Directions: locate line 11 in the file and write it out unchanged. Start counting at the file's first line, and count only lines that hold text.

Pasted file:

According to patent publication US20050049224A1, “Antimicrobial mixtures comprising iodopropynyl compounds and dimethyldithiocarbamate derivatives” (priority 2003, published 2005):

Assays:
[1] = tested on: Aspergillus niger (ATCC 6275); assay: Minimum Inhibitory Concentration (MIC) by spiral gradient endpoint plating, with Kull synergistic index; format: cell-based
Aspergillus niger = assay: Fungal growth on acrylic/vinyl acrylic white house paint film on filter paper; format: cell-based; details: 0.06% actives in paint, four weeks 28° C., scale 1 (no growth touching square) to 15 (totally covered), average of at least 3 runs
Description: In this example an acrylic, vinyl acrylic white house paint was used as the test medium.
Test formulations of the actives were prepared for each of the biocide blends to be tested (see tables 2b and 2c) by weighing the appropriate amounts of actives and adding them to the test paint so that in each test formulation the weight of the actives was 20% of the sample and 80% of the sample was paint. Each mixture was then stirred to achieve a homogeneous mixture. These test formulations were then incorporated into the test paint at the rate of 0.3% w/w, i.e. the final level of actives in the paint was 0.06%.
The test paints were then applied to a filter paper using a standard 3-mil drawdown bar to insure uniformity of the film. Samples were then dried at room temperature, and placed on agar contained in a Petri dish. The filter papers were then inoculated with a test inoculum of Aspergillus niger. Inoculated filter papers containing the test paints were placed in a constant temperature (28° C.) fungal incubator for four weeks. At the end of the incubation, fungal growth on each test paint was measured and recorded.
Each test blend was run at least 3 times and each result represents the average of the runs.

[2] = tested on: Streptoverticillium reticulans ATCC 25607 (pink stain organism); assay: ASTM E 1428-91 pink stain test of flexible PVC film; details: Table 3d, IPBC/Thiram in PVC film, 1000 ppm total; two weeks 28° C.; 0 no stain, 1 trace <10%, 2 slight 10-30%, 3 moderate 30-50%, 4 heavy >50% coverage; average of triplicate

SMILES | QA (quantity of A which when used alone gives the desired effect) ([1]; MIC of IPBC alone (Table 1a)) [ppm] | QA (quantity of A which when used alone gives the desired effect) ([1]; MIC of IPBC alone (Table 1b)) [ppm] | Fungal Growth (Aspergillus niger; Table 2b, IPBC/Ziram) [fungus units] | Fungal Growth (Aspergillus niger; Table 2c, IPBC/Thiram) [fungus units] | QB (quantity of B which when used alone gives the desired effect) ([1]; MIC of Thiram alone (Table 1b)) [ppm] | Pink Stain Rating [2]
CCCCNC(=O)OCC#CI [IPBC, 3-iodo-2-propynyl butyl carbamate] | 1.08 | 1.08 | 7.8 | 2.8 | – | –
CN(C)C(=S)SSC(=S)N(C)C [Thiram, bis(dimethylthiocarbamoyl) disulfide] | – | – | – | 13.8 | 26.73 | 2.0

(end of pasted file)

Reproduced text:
CCCCNC(=O)OCC#CI [IPBC, 3-iodo-2-propynyl butyl carbamate] | 1.08 | 1.08 | 7.8 | 2.8 | – | –